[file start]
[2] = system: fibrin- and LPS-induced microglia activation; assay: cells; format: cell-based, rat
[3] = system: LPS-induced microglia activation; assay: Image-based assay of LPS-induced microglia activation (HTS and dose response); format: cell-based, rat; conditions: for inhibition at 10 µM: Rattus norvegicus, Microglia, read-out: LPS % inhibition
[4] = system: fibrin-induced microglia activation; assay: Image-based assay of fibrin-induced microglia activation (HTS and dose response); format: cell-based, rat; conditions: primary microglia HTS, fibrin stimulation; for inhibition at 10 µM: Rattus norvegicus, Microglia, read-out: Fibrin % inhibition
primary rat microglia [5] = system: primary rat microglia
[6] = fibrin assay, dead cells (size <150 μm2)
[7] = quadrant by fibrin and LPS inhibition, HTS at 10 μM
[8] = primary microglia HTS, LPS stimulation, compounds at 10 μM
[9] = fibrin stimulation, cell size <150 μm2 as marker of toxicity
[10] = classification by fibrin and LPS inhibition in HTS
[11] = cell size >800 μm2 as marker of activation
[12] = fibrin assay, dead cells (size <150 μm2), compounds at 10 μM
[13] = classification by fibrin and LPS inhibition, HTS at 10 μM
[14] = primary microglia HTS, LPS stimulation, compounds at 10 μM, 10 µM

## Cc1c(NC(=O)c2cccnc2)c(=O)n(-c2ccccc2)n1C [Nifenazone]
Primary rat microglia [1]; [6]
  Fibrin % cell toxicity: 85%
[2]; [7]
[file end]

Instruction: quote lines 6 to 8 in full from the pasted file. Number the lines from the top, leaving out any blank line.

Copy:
[7] = quadrant by fibrin and LPS inhibition, HTS at 10 μM
[8] = primary microglia HTS, LPS stimulation, compounds at 10 μM
[9] = fibrin stimulation, cell size <150 μm2 as marker of toxicity